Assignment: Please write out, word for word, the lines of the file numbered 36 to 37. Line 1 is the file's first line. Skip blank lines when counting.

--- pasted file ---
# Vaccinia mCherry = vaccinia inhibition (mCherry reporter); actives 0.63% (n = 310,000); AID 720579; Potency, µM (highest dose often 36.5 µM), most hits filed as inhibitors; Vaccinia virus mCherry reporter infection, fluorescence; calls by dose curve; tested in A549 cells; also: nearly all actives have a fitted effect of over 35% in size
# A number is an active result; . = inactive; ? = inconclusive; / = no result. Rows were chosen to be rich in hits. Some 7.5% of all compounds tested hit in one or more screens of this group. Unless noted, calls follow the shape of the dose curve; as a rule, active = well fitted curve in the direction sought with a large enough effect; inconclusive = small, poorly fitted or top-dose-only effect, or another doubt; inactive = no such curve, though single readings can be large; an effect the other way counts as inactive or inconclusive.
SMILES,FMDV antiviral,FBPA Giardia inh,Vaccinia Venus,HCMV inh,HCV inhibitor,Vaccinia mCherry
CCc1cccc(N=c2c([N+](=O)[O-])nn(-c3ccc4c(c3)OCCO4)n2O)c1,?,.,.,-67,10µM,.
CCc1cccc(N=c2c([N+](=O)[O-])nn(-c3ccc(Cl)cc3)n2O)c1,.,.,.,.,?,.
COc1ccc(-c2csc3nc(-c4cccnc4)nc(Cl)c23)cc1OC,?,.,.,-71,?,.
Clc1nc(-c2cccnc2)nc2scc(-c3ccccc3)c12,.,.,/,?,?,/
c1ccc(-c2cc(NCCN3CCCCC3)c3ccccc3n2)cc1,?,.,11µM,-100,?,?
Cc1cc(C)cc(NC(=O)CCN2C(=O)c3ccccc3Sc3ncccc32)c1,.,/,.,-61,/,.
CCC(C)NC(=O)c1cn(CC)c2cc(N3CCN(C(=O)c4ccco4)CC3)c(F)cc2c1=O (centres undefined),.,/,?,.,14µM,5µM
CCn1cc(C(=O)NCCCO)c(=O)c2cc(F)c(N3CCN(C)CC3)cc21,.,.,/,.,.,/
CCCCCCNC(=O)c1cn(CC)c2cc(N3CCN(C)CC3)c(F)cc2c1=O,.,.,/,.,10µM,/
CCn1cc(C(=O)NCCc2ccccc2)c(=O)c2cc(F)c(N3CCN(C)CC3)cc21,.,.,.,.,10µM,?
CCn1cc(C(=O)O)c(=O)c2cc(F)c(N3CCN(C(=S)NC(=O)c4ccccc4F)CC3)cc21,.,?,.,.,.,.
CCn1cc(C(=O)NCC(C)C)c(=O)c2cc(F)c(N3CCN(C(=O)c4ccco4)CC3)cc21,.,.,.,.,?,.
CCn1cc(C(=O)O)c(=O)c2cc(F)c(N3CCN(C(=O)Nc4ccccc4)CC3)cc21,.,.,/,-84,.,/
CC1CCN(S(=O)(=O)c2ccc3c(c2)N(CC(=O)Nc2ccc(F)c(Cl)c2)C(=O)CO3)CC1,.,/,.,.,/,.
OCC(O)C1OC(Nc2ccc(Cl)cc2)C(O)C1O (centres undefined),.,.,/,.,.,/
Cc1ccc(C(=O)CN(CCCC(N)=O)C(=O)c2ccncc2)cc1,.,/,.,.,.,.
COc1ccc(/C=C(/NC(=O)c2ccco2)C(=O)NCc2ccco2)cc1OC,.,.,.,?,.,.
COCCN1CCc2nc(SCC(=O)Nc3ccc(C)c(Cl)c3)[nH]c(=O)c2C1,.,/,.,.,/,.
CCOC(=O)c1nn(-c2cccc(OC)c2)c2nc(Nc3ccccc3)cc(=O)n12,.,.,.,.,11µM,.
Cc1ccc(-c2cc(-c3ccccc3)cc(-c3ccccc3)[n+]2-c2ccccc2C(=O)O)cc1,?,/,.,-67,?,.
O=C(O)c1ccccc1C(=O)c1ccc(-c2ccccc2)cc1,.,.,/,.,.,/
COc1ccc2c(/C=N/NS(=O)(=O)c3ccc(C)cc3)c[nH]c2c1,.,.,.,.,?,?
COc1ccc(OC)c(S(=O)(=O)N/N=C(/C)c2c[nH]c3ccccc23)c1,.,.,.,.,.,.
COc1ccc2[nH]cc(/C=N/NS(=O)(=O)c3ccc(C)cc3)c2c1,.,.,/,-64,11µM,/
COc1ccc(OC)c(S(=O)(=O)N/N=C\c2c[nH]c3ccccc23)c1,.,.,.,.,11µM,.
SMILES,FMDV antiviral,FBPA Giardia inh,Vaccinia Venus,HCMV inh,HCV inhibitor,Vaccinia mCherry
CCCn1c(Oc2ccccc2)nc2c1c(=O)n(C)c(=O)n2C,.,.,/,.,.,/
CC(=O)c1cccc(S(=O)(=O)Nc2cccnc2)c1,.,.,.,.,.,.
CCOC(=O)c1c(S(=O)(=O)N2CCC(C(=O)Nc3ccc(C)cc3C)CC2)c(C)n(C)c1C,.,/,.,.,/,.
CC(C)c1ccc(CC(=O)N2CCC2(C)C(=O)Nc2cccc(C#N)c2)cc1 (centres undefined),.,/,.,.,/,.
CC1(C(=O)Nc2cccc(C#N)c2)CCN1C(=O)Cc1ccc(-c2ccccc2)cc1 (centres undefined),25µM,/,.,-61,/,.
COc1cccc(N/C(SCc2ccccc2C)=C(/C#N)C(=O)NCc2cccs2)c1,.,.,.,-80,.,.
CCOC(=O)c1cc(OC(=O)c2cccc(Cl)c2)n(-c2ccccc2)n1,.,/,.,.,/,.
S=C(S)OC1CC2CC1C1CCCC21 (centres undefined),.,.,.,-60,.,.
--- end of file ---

CCOC(=O)c1cc(OC(=O)c2cccc(Cl)c2)n(-c2ccccc2)n1,.,/,.,.,/,.
S=C(S)OC1CC2CC1C1CCCC21 (centres undefined),.,.,.,-60,.,.